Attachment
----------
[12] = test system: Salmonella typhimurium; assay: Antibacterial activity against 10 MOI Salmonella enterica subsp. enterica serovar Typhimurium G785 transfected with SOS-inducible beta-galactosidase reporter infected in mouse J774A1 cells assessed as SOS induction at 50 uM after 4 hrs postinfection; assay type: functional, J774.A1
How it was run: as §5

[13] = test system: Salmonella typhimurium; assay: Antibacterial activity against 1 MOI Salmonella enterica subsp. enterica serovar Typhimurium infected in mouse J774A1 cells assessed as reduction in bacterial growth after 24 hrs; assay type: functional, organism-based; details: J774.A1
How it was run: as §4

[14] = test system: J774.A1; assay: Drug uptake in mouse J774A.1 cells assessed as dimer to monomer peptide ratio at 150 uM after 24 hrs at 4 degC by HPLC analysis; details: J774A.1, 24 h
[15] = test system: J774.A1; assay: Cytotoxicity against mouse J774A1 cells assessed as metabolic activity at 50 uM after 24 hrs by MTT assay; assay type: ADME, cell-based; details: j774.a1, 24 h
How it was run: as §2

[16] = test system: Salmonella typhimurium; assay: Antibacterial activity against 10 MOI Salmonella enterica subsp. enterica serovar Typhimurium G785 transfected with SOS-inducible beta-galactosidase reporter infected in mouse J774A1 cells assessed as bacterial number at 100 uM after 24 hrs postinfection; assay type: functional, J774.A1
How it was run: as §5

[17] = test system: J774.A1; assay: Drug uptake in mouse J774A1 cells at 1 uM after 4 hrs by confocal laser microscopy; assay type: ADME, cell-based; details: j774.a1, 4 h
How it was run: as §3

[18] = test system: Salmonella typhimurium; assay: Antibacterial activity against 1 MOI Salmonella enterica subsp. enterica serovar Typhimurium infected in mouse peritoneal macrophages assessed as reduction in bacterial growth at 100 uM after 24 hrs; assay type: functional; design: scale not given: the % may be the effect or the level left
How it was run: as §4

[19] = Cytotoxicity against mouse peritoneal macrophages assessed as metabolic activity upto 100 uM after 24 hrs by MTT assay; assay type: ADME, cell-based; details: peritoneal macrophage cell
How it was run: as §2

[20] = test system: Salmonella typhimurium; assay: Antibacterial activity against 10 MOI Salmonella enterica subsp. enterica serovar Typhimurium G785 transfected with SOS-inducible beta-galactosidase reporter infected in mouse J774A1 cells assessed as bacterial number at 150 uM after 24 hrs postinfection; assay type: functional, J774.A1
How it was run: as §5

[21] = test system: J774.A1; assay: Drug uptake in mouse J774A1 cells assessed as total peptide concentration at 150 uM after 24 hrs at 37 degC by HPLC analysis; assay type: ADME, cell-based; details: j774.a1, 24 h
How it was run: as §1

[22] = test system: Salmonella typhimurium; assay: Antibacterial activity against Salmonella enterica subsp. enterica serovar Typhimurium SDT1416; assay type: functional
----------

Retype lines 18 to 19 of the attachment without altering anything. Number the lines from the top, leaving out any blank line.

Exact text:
[21] = test system: J774.A1; assay: Drug uptake in mouse J774A1 cells assessed as total peptide concentration at 150 uM after 24 hrs at 37 degC by HPLC analysis; assay type: ADME, cell-based; details: j774.a1, 24 h
How it was run: as §1